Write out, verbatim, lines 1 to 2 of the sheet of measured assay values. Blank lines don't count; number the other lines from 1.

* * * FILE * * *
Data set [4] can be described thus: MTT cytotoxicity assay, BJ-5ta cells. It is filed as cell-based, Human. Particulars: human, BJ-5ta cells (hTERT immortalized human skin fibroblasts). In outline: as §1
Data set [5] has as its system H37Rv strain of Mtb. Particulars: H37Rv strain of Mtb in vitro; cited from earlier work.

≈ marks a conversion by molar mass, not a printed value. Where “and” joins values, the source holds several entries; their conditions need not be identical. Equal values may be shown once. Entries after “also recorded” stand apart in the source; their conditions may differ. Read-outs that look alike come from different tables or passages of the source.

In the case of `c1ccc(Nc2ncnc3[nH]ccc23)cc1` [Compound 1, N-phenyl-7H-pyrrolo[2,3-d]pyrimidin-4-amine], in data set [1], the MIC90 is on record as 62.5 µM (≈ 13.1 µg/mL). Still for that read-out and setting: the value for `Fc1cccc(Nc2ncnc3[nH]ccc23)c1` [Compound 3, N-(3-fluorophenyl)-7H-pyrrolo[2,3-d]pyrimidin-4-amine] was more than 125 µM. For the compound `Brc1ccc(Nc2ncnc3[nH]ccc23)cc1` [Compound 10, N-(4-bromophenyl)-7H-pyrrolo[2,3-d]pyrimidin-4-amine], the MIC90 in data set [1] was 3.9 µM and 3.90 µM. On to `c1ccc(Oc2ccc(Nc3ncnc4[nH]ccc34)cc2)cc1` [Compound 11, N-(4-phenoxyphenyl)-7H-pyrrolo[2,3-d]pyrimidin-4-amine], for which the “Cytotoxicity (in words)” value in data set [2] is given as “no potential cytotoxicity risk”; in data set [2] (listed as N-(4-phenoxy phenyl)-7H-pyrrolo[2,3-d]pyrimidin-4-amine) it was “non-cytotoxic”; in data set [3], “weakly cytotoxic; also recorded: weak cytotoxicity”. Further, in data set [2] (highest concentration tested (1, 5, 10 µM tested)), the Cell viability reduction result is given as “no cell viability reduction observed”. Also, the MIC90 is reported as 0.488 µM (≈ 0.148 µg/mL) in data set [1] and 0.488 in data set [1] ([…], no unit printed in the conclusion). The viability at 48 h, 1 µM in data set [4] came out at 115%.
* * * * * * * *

Data set [4] can be described thus: MTT cytotoxicity assay, BJ-5ta cells. It is filed as cell-based, Human. Particulars: human, BJ-5ta cells (hTERT immortalized human skin fibroblasts). In outline: as §1
Data set [5] has as its system H37Rv strain of Mtb. Particulars: H37Rv strain of Mtb in vitro; cited from earlier work.